Yes, ASO is my host. When A Small Orange was originally acquired from its founder back in 2010, it was purchased by the same guy who owned HostGator. We were assured that A Small Orange would be operated as a separate company and target a little higher end of the hosting market than HostGator did (which targets the absolute cheapskates in the industry who want to use as much resources as possible for next to nothing). For the most part, ASO was operated as a separate company, at least as far as what we customers experienced. And to be honest, after being acquired it got even better than it was before. Overall, it was a good acquisition. No complaints and only praise thus far.
When I read that HostGator was sold, I was a bit fearful. But I've read nothing and heard nothing about ASO going to EIG. Just the thought makes me feel sick (seriously). A Small Orange is only a tiny fraction of the size of HostGator. I don't even know if EIG would be interested in a relatively small host. Companies like EIG are looking for mass and scale and usually don't bother with smaller players. Big companies don't usually expend the time and resources to buy small players. Not to mention that EIG tends to target a different (lower) market segment than ASO does and it would be serious mismatch. One reason ASO customers are with the company is because it isn't like Go Daddy or EIG. An EIG acquisition would not go over well with ASO customers.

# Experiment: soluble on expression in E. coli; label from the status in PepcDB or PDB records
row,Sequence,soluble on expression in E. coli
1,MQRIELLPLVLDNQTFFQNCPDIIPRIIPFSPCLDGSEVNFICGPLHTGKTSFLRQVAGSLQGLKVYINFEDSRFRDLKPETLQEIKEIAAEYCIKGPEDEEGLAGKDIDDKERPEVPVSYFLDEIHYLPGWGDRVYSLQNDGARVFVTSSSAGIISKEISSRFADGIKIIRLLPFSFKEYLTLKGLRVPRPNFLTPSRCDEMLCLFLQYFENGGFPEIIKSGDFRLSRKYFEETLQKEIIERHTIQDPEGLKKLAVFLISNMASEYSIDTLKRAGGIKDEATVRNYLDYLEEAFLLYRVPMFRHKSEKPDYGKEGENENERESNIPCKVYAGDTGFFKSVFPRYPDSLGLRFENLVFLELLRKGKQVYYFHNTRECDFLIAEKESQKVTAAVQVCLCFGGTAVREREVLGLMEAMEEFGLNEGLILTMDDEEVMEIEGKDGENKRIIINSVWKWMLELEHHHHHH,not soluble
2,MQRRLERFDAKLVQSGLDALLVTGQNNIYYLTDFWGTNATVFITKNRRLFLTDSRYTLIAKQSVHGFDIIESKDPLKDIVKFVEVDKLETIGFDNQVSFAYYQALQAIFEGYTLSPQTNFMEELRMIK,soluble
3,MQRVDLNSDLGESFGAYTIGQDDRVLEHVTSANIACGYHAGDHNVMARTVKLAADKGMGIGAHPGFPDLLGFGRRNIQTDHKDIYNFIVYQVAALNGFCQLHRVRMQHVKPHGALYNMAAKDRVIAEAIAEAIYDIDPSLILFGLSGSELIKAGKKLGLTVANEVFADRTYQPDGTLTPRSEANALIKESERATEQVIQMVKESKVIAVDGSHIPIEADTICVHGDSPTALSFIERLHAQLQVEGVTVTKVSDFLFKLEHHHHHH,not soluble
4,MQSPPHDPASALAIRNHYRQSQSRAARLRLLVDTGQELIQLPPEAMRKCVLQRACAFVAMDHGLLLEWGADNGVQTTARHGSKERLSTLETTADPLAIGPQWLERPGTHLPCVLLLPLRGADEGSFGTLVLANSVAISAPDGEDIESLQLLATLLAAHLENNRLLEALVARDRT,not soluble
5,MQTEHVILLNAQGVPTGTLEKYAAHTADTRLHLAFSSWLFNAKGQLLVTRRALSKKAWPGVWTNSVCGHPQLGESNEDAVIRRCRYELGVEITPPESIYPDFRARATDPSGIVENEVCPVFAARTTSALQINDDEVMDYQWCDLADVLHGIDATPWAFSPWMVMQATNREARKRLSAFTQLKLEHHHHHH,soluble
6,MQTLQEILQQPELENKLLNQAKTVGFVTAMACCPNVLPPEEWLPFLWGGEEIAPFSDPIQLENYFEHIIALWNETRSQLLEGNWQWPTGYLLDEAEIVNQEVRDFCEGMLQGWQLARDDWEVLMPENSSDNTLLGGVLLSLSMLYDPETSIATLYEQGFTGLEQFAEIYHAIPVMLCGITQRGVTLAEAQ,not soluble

I, like you, have been reading complaints about HostGator on various web hosting boards recently. HostGator was (and still is) an overseller and I don't think anybody serious about hosting would ever host on an overseller. But as far as oversellers went, HostGator got mostly positive reviews and had some very enthusiastic customers, until recently. Having hosted on two oversellers, I would never do business with any company that offers "unlimited" or a ridiculously huge amount of resources because some customers will indeed try to take advantage of that and quality will suffer. You can't have 150 or 500 or more customers on a shared server all trying to use unlimited resources and data transfer. You can't. There is a limit to how many requests a server can process and how much data it can transfer.
All I know is that there is a huge difference between a good hosting company and a bad one. When you got a good host, you want it to stay that way forever. But the nature of the hosting industry is that companies are started, they grow, and then they are sold to larger competitors. I don't like it, but that is the way it is. I'm keeping my fingers crossed.